Wednesday, October 20, 2021
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Lethbridge City Council revisiting CIP projects for possible savings

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City Council has decided to delay discussion about pulling three projects from its current Capital Improvement Plan (CIP).

On Monday (Feb. 24), Council discussed whether it should hold off for a few weeks instead. Three projects including city pathway expansions, a new multi-purpose facility for Nikka Yuko Japanese Garden, and a downtown performing arts centre were all deferred to future meetings.

Mayor Chris Spearman says funding is getting tighter from the province and that’s making things a lot more challenging. “If MSI funding continues to be reduced and money flowing to municipalities continues to be reduced, we are going to be making some difficult choices between tax increases and delaying projects”.

Council did however vote this week to discontinue funding for a proposed expansion of the Southern Alberta Art Gallery (SAAG). That’s because the scope of the original project, which was in the current CIP, has changed. SAAG will now have to reapply to get back into the future Capital Improvement Plan.

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City Council was actually supposed to vote on all four projects this week, but decided after some debate that three of the four will be deferred. The pathway expansions and Nikka Yuko facility were put off two weeks until Council’s next regular meeting on March 9th. The performing arts centre discussion was pushed off until June.

Mayor Spearman stated Monday the challenge going forward is as the finances of the province are under review, municipalities are not immune to that “and we have to respond. It’s really difficult to fully fund one project at the expense of others. We need to have a full and fair debate where all projects are given an equal opportunity.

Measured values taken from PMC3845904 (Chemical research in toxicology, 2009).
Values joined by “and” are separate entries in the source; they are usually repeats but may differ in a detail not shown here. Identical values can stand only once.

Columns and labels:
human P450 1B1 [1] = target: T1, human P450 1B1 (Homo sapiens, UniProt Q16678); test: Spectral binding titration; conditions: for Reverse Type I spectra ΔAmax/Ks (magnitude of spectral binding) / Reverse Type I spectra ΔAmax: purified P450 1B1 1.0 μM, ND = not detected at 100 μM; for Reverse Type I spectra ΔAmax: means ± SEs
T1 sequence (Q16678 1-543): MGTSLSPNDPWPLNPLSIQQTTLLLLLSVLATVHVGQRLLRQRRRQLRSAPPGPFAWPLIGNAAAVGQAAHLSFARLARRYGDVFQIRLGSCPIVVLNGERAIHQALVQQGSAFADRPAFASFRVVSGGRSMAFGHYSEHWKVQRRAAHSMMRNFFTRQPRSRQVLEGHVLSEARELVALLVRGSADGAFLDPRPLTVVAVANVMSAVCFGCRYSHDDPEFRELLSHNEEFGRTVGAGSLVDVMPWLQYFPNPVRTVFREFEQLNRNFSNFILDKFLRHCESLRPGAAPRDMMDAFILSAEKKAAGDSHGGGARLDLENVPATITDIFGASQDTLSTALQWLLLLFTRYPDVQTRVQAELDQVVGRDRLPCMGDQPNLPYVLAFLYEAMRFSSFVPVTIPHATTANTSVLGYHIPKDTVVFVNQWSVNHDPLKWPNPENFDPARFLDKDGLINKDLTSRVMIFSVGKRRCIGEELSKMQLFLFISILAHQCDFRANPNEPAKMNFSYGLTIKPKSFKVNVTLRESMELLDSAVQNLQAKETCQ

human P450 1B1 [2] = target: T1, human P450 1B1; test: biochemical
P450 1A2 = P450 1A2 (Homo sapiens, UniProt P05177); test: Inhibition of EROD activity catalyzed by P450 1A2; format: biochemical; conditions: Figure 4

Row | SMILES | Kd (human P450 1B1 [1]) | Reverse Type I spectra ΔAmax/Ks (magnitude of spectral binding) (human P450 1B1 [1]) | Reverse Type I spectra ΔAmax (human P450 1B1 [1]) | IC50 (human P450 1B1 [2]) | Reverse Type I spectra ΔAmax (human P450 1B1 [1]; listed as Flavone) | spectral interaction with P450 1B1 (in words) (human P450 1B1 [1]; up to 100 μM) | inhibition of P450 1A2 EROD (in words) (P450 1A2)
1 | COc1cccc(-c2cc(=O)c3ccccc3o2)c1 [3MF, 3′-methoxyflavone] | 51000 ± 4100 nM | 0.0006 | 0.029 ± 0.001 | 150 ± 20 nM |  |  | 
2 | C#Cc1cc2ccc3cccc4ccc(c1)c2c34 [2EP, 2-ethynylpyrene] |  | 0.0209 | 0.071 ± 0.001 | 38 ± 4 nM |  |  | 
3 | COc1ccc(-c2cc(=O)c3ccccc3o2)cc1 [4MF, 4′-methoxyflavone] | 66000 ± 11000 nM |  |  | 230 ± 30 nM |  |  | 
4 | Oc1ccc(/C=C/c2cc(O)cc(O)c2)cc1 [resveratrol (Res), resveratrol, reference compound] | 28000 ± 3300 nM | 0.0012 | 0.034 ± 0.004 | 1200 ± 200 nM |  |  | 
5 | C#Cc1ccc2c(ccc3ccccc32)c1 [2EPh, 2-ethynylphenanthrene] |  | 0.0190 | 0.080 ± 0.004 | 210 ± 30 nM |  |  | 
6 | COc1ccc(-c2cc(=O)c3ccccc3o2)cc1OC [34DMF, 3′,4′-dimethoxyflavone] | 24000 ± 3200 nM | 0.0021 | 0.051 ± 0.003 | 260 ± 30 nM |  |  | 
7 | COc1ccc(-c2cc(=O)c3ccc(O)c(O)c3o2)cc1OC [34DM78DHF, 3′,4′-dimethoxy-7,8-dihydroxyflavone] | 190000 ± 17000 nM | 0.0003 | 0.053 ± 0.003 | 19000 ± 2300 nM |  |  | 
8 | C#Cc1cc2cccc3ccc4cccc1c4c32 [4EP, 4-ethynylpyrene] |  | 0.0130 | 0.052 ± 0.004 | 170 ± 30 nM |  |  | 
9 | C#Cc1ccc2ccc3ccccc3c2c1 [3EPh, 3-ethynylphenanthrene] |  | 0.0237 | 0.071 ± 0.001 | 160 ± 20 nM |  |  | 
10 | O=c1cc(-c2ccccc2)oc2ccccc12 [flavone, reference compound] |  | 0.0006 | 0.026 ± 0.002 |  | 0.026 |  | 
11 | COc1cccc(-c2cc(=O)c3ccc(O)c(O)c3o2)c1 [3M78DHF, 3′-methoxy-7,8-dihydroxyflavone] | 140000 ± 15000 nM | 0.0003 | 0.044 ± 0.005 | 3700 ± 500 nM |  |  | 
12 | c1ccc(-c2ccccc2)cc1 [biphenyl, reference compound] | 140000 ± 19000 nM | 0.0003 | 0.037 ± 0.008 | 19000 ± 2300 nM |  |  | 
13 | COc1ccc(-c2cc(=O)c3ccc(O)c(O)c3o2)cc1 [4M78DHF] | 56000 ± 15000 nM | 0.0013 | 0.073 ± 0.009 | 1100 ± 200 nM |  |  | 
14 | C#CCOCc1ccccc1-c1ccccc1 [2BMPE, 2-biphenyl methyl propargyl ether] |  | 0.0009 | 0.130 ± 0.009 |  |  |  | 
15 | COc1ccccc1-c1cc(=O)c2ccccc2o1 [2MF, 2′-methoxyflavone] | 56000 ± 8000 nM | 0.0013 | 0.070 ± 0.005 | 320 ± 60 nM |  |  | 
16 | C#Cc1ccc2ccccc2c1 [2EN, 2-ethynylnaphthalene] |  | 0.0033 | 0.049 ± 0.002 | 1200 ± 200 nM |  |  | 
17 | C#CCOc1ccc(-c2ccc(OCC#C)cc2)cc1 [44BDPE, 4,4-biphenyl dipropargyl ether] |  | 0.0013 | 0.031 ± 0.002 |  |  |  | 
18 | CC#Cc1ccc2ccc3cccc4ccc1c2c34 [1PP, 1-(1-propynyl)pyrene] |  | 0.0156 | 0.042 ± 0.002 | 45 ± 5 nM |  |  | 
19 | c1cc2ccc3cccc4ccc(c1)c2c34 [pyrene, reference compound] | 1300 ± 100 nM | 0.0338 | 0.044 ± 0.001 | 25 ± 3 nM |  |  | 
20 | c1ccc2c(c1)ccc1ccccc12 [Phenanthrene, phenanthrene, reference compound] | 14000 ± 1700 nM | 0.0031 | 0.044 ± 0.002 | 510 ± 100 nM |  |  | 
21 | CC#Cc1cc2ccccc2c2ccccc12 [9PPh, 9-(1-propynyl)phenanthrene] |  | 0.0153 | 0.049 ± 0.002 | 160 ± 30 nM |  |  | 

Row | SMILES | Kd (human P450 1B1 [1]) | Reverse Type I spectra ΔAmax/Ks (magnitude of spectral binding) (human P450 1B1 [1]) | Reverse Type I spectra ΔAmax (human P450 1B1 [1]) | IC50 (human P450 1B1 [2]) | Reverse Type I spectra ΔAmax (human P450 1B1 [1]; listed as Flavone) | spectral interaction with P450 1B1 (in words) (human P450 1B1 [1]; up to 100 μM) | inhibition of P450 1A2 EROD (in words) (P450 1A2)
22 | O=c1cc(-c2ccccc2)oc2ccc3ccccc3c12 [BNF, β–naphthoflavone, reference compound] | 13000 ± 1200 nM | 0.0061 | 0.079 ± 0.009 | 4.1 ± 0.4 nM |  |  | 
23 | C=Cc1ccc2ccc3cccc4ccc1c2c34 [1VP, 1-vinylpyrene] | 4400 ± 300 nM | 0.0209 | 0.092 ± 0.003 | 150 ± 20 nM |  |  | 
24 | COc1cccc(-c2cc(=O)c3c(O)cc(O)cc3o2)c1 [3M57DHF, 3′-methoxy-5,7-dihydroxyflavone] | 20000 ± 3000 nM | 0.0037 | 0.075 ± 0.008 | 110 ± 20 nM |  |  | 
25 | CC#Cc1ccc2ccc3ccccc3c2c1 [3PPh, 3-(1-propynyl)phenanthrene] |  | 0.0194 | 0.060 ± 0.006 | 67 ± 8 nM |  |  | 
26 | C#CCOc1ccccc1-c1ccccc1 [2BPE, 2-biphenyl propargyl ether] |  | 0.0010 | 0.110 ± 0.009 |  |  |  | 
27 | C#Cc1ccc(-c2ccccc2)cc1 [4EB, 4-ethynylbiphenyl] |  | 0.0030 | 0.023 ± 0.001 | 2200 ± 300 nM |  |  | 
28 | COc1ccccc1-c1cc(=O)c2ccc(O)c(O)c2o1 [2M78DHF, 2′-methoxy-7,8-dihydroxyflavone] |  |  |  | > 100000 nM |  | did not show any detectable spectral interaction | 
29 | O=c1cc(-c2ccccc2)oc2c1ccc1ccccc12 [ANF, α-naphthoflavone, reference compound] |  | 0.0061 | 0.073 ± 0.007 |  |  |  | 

The Mayor also indicated Council may have to look at its entire CIP process as a whole.

Suzanne Lint with the Allied Arts Council says the concern is that if these projects are shelved, it’ll be very difficult to get them back into the CIP down the road. “We understand the constraints and challenges facing City Council, but we are also disappointed to see we may lose some really wonderful initiatives for the community long-term”.

Any project dropped from the current four-year CIP could be resubmitted for consideration in the next Capital Improvement Program.

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Patrick Siedlecki

Pat has been a mainstay in the CJOC News department from the time the station launched in 2007. He’s been in the position of News Director since then and has been anchoring daily news casts as well as reporting and working behind the scenes.

Community is important to him and keeping CJOC listeners and readers informed about what’s happening across southern Alberta and beyond.

Pat has been in radio broadcasting for the past 24 years, starting in Port Alberni on Vancouver Island in 1997 and then moving up island to Nanaimo for another few years before heading to Lethbridge in 2007.

Pat grew up in the small Saskatchewan farming town of Foam Lake. After high school, he went to Western Academy Broadcasting College (WABC) in Saskatoon prior to moving to the island.

Pat also spent several years broadcasting hockey in the BCHL as well as seven years as the radio voice of the Lethbridge Hurricanes in the WHL.

Pat has been working at Cornerstone Funeral Home in Lethbridge as a Certified Life Celebrant and Funeral Assistant since 2016.

News and sports have always been Pat’s passion from the time he was a teenager and he’s always been grateful to have had the opportunity to make that part of what’s been a fun and long radio career!

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